Sondheim on Sondheim
An autobiographical musical revue seems a misnomer or impossibility. However, Sondheim on Sondheim makes the impossible possible. The revue is simpleSondheim talks to the audience via video, and a cast of eight performers sing Sondheim songs. The show recently opened in Cleveland, the only previous performances were in New York City.
Simplicity marks the production and places the focus on Sondheim's work. Scenic designer Jeff Herrmann has created a set of platforms, ramps and a few steps. On the upstage wall Daniel Brodie (Projection Designer) projects videos of interviews with Stephen Joshua Sondheim. In the videos, Sondheim talks about his training with Oscar Hammerstein II, his romantic relationships, and the shows he wrote: the rehearsals, the actors and the performances. He also tells about his family and his cruel, unloving mother.
The eight cast members sing 40 songs from Sondheim's shows. A member of the cast might sing one or two lines from a song and modulate to another song and perform all of the second song. One of the most interesting parts of the show is a duet that interlaces "Losing My Mind" and "Not a Day Goes By." Marie-France Arcilla and Ciara Renee sing this duet, sitting in facing chairs. Both performers have excellent singing voices and bring out the emotions in both songs.
In another sequence, Pamela Myers stands in front of the screen and watches a video of herself rehearsing for Company, for which she was nominated for a Tony (a production which I saw many years ago). Myers still has the energy to sing "Another Hundred People" (from Company) at the incredible pace Sondheim prescribed for this song. Later in the show, Myers gives emotional interpretations to "Everything's Coming Up Roses" and "Send in the Clowns."
Brian Sutherland brings maturity to the company. With experience on Broadway and touring, he was assigned difficult songs: "Invocation" from A Funny Thing Happened on the Way to the Forum; "Epiphany" from Sweeney Todd; and "Finishing the Hat" from Sunday in the Park with George. Sutherland has a strong voice and self confidence on the stage. His theatrical experience and maturity make this a star turn.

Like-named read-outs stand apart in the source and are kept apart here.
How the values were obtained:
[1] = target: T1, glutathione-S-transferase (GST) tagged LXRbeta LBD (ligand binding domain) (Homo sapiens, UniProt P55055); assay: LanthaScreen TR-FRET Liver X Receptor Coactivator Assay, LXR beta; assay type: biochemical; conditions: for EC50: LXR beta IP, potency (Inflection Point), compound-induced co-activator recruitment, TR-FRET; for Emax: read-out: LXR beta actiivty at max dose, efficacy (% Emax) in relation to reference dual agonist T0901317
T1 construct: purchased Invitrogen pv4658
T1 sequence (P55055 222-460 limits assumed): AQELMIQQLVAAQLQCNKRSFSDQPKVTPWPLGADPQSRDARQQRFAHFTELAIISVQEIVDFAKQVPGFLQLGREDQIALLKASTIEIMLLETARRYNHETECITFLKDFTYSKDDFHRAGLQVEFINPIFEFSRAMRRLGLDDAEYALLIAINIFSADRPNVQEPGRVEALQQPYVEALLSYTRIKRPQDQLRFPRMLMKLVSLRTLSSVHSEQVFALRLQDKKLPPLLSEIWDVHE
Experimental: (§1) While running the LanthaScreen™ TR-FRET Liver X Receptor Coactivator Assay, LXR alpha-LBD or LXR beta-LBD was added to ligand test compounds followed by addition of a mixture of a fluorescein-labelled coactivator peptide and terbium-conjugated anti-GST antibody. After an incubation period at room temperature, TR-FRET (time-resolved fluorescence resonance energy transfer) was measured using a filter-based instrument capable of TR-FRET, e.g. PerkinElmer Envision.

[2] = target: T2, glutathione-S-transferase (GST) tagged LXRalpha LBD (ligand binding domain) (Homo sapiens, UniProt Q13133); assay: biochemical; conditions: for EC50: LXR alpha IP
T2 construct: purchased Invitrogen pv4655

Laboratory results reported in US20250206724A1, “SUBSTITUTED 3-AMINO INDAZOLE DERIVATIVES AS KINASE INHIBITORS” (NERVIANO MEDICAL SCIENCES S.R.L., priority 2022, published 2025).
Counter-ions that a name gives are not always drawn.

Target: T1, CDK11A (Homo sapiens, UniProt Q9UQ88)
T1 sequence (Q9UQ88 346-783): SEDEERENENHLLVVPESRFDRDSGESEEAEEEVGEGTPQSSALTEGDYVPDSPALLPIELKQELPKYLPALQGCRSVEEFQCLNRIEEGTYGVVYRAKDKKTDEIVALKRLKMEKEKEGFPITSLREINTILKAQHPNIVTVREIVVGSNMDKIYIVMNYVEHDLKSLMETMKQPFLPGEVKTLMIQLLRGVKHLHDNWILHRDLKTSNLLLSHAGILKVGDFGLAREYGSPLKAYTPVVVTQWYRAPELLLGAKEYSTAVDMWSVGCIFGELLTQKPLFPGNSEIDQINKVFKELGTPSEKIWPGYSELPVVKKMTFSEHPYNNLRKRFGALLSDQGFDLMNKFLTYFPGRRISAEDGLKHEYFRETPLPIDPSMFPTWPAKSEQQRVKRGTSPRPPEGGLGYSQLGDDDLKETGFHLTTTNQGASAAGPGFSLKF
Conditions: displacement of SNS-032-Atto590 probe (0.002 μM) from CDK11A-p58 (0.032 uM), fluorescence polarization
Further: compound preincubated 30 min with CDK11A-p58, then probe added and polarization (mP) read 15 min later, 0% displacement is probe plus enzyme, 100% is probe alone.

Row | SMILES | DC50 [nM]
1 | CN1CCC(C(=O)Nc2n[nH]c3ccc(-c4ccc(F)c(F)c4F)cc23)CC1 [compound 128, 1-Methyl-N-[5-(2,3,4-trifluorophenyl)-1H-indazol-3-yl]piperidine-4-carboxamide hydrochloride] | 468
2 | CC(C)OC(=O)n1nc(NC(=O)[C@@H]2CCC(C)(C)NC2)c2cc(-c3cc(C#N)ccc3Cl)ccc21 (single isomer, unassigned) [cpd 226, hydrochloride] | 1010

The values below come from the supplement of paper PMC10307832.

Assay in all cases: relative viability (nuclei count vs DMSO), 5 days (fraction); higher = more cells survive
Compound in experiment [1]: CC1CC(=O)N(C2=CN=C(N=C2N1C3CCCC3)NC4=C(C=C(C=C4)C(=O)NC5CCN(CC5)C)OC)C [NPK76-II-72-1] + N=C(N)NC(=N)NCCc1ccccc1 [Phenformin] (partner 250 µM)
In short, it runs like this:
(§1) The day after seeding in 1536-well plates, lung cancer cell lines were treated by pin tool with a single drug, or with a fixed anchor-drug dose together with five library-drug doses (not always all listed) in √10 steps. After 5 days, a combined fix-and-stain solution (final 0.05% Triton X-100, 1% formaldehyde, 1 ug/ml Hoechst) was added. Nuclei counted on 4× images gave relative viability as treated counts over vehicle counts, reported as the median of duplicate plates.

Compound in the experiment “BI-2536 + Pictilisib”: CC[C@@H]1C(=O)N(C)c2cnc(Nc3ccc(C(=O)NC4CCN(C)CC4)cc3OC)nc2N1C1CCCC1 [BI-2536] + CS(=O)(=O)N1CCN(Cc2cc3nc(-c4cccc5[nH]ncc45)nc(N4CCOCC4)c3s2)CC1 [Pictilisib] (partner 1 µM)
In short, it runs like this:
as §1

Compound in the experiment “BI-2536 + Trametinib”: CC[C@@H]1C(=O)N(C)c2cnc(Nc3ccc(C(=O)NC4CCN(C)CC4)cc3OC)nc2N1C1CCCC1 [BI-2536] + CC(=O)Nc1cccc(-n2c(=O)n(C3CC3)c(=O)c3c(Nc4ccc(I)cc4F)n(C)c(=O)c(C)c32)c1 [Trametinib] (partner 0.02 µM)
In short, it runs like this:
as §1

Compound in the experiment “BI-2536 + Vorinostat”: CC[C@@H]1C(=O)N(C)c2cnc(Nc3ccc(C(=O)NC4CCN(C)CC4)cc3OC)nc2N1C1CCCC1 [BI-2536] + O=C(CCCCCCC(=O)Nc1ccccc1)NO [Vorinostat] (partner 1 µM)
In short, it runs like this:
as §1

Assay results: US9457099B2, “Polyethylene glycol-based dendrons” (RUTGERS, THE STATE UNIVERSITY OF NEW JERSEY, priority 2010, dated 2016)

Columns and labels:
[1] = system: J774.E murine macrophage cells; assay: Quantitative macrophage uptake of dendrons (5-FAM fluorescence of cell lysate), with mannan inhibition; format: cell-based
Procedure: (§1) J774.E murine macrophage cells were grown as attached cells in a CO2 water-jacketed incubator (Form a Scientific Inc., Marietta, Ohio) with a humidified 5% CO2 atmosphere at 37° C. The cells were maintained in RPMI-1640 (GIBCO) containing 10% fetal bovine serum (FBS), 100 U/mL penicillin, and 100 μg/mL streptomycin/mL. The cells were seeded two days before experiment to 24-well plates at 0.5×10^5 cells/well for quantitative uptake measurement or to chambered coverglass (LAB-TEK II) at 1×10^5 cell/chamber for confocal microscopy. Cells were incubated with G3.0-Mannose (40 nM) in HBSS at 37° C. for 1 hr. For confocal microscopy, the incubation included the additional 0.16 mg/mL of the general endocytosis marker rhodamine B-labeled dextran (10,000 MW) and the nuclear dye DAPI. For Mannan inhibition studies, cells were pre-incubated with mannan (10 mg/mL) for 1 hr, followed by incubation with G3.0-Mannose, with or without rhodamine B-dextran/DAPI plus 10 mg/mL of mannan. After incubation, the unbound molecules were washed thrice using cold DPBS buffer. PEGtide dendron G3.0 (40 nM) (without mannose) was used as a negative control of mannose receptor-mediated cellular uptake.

Two cast members, James Penca and Ciara Renee, are students with Victoria Bussert at Baldwin-Wallace. Both have excellent singing ability, dance skills and a growing stage presence. They add the excitement youthful performers can bring to a production.
The six-piece combo is up stage-left, barely visible to the audience, but physically close to the singers as they work from the ramps and platforms.
Victoria Bussert directs this production. She helps each performer create the mood of the show that is the source of the song he/she sings. Bussert directs the musical theater program at Baldwin-Wallace College in Cleveland, where in November she will direct a student-faculty collaboration of Follies.
Sondheim on Sondheim is an exciting concept in musical revues. Several people are responsible for this unique productionDavid Kernan (inspired the concept), James Lapine (originally conceived and directed the review) and, of course, Stephen Sondheim (music and lyrics). Kernan is known for writing musical revues; he wrote Jerome Kern Goes to Hollywood and Noël/Cole: Let's Do It, a review of the works of Noël Coward and Cole Porter. Lapine, recipient of three Tony Awards, is known for his collaborations with Sondheim.
Sondheim on Sondheim is produced by Great Lakes Theater and Playhouse Square. The show is running in the Hanna Theatre through July 8, 2012. For performance and ticket information, please call 216-241-6000 or visit www.greatlakestheater.org/.
The fall season of the Great Lakes Theater features The Winter's Tale (September 28 - November 4, 2012), The Imaginary Invalid (October 5 - November 3, 2012), and A Christmas Carol (November 30 - December 23, 2012). The Broadway Series in PlayhouseSquare in the fall will feature Anything Goes (October 2-14, 2012) and Beauty and the Beast (November 6-18, 2012.
The Hanna Theatre
- David Ritchey